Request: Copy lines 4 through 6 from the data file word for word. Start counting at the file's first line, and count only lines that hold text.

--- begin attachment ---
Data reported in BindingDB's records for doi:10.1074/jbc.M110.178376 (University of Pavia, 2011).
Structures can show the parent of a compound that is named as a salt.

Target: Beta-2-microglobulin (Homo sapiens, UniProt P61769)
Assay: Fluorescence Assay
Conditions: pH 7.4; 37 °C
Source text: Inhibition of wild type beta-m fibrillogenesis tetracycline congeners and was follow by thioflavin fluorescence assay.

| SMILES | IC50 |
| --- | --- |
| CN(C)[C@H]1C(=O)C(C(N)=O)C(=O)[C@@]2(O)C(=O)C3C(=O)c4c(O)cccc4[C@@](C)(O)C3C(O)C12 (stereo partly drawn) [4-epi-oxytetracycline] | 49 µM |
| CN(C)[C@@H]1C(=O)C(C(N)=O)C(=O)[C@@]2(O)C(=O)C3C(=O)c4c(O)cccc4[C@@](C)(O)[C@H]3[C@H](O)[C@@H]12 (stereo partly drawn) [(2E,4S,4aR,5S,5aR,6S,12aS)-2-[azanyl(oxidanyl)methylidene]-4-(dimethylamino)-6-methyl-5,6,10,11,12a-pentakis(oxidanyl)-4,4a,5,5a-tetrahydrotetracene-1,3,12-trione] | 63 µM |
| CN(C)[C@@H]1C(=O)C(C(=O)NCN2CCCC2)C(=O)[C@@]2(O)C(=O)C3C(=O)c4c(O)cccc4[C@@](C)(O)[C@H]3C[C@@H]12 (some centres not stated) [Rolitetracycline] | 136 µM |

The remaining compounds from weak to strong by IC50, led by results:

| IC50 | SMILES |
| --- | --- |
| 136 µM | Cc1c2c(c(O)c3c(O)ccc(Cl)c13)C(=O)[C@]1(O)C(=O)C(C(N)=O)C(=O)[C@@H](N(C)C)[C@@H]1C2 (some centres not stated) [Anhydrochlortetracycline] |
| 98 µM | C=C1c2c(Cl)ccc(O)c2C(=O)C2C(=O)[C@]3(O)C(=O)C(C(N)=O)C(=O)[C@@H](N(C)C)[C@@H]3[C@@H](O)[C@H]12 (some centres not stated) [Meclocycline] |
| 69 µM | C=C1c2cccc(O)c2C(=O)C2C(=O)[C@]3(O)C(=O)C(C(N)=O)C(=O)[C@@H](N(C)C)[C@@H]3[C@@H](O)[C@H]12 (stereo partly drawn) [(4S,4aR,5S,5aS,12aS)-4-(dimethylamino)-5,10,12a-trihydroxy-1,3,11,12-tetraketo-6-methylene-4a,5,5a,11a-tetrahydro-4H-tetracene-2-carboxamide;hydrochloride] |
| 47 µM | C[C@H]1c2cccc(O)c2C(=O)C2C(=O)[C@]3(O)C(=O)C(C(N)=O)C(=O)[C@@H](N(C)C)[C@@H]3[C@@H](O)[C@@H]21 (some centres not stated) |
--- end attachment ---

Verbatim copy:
Assay: Fluorescence Assay
Conditions: pH 7.4; 37 °C
Source text: Inhibition of wild type beta-m fibrillogenesis tetracycline congeners and was follow by thioflavin fluorescence assay.